Compassion focused therapy, for which compassionate mind training is a part, was developed by Professor Paul Gilbert OBE for people with complex mental health problems and who have high levels of self-criticism and emotional regulation difficulties. Compassion training enables people to develop very different orientations to themselves and others which facilitates wellbeing and counteracts vulnerabilities to mental health difficulties.
The training programme typically consists of six two to three-hour sessions but can be reframed to fit with a school’s timetable. During these workshops, staff explore the way the human brain has evolved, how and why it’s very easy for us to do harmful things to ourselves and others and how, by taking a compassionate stance, we can offset these tendencies. Compassionate mind training utilises psychoeducation on the evolved nature of mind along with a range of interventions including posture and breath training, mindfulness, self-identity training, visualisation and behavioural practices.
Teaching professionals at a school in the East Midlands worked with the University of Derby to pilot the Compassion Mind Training initiative in 2016-17.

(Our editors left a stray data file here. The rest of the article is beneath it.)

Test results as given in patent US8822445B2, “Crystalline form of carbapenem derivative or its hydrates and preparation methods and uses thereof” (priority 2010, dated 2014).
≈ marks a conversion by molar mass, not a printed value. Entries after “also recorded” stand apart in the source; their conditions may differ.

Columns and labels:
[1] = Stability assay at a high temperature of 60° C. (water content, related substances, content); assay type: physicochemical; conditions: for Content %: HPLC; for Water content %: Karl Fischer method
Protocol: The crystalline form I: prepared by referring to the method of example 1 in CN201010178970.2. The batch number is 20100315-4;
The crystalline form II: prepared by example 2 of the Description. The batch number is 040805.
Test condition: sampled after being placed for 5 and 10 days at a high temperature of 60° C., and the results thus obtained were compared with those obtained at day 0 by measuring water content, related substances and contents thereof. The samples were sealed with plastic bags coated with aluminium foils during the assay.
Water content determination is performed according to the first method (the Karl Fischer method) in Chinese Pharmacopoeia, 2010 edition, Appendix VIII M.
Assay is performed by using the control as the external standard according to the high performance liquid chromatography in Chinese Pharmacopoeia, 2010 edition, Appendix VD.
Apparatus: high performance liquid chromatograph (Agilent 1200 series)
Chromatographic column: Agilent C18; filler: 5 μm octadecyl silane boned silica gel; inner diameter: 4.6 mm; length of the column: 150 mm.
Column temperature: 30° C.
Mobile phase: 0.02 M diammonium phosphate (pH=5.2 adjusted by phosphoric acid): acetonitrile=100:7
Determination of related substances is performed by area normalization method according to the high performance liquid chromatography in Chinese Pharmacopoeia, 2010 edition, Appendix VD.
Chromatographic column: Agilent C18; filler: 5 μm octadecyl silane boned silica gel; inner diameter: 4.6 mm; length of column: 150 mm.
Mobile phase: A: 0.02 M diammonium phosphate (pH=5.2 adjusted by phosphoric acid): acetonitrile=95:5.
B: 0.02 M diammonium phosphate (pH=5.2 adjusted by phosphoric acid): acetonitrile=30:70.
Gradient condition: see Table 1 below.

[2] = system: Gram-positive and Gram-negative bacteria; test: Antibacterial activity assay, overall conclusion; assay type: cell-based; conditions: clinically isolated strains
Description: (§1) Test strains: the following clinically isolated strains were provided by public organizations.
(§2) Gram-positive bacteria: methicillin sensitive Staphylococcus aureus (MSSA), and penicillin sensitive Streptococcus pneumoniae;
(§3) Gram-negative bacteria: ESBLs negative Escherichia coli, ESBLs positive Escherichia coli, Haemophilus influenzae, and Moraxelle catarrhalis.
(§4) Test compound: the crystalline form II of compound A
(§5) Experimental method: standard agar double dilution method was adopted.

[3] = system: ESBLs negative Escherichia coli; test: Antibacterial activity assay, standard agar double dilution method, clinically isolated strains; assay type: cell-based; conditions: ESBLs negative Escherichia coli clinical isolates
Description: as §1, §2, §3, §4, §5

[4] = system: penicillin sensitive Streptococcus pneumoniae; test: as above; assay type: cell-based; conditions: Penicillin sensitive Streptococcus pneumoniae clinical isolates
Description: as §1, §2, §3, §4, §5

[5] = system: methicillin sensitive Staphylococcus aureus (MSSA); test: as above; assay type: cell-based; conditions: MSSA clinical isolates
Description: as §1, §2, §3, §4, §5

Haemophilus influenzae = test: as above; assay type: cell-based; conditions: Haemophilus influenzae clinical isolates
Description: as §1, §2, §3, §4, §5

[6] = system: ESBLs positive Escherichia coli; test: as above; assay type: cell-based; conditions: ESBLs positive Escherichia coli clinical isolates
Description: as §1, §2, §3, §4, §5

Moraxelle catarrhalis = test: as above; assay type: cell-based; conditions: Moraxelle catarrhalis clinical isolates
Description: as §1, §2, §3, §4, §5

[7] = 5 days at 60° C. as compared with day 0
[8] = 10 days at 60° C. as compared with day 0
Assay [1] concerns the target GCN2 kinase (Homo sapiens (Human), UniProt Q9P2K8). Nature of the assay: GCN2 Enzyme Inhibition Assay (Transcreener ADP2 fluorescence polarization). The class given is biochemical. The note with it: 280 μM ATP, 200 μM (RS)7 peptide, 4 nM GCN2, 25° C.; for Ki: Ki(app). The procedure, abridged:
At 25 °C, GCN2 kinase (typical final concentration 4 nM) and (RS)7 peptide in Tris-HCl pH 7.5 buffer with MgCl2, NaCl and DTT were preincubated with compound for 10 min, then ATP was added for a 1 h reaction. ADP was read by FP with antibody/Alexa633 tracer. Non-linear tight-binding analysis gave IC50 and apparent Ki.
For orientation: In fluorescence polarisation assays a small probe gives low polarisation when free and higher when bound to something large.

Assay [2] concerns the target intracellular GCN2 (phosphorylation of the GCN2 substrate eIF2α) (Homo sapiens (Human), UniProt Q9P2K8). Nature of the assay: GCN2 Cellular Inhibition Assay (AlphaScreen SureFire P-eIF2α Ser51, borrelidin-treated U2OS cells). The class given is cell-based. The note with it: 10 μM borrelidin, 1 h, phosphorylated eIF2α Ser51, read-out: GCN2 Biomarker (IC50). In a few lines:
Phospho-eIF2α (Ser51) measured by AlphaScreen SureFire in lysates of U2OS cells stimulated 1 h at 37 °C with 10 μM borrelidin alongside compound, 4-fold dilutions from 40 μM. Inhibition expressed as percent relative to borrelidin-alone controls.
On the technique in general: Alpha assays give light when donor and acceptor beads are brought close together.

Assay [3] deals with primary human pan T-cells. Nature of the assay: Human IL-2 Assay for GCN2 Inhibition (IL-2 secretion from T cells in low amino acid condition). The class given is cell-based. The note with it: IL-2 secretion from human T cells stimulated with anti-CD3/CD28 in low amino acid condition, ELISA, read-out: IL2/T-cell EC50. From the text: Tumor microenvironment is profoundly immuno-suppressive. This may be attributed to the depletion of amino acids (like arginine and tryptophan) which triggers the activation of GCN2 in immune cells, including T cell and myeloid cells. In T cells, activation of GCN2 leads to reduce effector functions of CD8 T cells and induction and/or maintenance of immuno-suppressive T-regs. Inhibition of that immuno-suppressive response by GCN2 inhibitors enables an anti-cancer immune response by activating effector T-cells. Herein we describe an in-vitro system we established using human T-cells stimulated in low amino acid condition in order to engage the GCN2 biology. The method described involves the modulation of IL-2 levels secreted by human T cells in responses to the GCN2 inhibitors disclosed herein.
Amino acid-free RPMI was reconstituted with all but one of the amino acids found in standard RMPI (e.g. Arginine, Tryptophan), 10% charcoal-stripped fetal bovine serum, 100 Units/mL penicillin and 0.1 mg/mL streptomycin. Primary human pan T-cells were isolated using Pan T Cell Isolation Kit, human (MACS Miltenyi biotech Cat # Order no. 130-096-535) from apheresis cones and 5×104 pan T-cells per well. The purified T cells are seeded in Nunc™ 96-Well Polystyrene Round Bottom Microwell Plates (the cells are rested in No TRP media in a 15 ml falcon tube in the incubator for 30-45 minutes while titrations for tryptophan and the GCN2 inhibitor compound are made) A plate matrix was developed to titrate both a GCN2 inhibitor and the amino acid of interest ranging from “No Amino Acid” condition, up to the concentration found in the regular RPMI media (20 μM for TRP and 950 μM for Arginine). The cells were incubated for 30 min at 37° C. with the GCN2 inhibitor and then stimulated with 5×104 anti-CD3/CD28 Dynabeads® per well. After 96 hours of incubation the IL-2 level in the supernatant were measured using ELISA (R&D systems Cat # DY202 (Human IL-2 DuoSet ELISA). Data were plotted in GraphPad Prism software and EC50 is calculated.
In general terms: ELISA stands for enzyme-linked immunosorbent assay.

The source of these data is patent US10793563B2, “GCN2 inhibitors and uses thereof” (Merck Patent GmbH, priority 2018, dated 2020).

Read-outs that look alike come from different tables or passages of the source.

They stated the course helped them to manage school-related stress, increase their self-compassion, show compassion towards their colleagues and students, enhance decision making in difficult situations, offer better support for their students, manage challenging behaviour, as well as enable them to disengage from work stresses.
A survey conducted by the research team further found 99% of teaching professionals would recommend the training to others, and 95% of staff rated the content, pacing and material covered, interest and interactivity of sessions as good.
One teaching professional said: “The emotional content of my job is much easier to process and is leaving me to be more energetic and upbeat.”
Professor Paul Gilbert OBE said: “This is a fantastic opportunity to implement compassionate mind training in Derbyshire schools. It is wonderful to be part of the world movement that is seeking to help teachers and children develop insight into the tricky nature of our minds and how to promote wellbeing, moral and prosocial behaviour with compassion training.
Dr Marcela Matos added: “This funding is a fantastic opportunity to conduct this research project focused on fostering compassion and wellbeing in schools.
“With respect to the international arm, our aim is to improve Portuguese teachers’ and children’s wellbeing and emotion regulation abilities through the development and implementation of the compassion-based programme in elementary schools, which will encompass a systemic approach and involve teachers, children, parents and other school agents.
“In addition, the funding will allow for the promotion of cooperation in international research and comparison of the impact of such a compassion-training programme, across countries where the schools systems are different.”
The University is now looking for primary and secondary schools across Derbyshire to undertake the free training programme, which will start in Spring 2018.
If you would like your school to be chosen, contact Dr Frances Maratos at F.Maratos@derby.ac.uk